on the deck in the shade to help it become more established. 
From time to time, I clipped new shoots to maintain the original shape. 

So, what to do with the white oval planter that formerly held the lavender? 
Use it as hand towel and bath cloth holder! 

The perfect size and shape to keep towels and bath cloths handy near the sink. 

Two French fragrances sit beside the sink. 
Williams-Sonoma French Lavender hand soap, half price at their outlet stores, 
releases a light lavender fragrance each time I wash my hands. 
Close your eyes, and you are walking through a lavender field in Provence.

Lancôme's Ô de l'Orangerie spray eau de toilette has a light citrus-y scent. 
Close your eyes, and you are walking in a "serene French garden." 

The new smaller drawers are just the right size to hold more French Lancôme 
and other toiletries that previously sat on a tray atop the vanity. 

French chateaux in the Loire Valley are among my favorite places 
to visit whenever I am in France. 

Framed prints of Chambord and Chenonceau Chateaux 
hang beneath a small clay fleur-de-lis with a small ivory 
ribbon visually connecting the fleur-de-lis and the two prints. 

One of the most economical souvenirs of French chateaux is 
small colored prints sold at the gift shops on the grounds of each chateau. 

Plus, small cards are easy to pack in a suitcase and do not weigh much at all. 
Two real factors in souvenir shopping are bulk and weight and become 
more and more important the longer you are in France. 
Heavy suitcases do not make for a fun trip! 

Once home, you can frame the prints using pre-made inexpensive frames like 
these beautiful blue and gold carved frames from Michaels.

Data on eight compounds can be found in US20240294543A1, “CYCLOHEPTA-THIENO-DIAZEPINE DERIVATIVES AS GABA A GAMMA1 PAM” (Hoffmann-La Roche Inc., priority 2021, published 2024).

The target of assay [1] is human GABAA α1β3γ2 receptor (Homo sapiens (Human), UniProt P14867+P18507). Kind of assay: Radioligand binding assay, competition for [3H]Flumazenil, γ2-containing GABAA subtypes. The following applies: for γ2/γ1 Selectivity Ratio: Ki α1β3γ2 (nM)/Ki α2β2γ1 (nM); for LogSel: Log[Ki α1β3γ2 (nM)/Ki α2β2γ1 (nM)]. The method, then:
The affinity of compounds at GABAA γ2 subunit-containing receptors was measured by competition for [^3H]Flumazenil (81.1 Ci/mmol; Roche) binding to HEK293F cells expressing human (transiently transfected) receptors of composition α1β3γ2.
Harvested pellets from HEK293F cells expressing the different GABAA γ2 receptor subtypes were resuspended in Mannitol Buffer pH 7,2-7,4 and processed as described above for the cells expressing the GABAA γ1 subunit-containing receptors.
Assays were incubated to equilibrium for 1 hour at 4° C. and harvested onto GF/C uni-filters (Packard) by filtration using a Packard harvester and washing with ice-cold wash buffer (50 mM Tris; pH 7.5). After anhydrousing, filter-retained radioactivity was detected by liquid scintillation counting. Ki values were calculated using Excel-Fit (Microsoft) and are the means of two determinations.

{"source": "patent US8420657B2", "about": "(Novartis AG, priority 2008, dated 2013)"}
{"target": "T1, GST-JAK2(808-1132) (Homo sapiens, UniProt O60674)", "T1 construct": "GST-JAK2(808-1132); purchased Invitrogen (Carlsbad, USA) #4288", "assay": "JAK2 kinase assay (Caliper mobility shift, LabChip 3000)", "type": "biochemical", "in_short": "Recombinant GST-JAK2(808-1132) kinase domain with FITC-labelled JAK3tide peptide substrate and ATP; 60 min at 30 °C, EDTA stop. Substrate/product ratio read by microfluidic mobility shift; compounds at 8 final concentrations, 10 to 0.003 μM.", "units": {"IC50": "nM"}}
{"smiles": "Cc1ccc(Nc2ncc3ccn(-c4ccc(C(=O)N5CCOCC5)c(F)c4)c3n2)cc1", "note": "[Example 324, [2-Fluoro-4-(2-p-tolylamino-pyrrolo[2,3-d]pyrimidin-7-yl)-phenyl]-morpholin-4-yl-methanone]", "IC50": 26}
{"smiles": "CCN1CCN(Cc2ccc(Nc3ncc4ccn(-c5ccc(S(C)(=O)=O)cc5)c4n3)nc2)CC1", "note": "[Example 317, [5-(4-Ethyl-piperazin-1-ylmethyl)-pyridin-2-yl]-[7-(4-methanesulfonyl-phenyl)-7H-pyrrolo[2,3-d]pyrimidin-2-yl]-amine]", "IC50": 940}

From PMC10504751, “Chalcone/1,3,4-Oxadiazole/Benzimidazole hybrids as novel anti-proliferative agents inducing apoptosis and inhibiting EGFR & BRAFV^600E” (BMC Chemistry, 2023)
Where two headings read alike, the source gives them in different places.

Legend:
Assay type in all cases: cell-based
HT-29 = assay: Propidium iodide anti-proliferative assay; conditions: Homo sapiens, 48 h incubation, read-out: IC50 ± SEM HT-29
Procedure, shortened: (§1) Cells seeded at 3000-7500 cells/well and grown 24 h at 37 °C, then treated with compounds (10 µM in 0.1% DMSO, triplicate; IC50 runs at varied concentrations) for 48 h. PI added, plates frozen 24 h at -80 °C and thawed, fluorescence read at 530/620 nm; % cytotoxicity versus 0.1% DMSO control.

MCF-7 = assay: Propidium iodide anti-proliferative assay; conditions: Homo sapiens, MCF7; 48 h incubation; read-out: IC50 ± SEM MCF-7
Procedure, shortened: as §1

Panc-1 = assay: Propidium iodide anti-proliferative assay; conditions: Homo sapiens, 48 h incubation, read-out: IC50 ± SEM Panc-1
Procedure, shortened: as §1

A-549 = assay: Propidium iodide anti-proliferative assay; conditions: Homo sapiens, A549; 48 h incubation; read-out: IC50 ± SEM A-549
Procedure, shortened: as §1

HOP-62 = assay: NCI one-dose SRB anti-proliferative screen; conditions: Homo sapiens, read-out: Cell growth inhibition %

A close-up photo of the Chenonceau print shows the beautiful details and 
colors in this inexpensive print of my favorite French chateau. 
For several years these two prints hung over a desk in a guest room, 
but are now perfect hanging at the end of the master vanity. 

Remember... one thing leads to another? 
A quick trip through HomeGoods this summer, and 
I found this white textured washable cotton rug 
that is the perfect size in front of the vanity. 
I wasn't looking for a rug, 
but could not pass up this great find. 
The white rug is another way to lighten the room. 

I love the massive wooden beams that are the structure of the house 
and do not plan to change their color, but I sure do like how the white painted 
vanity and new white rug help brighten the bathroom. 

In case you are wondering, the cracks in the beams are not a structural problem. 
Our house was built from new northern pine, and the sawmill architects 
assured us that it is normal for the wood to crack as it shrinks, 
for up to seven years! 
For those first seven years it was not unusual to be awakened 
in the middle of night from a loud CRACKing sound. 
For the past twenty years, no more loud cracking, 
just contracting and expanding a little all during the year 
depending upon temperature and humidity. 

Now I'm looking at the medium blue painted bead board and thinking, 
"A light blue like the walls would be nice." 

One thing always leads to another. 


Blog Elevated Conference 
Round Top Antiques Fair

Fun times just around the corner... 
If you are going to either one, 
let me know, so we can say, "Hi," and 
maybe have a Coke and piece of pie together.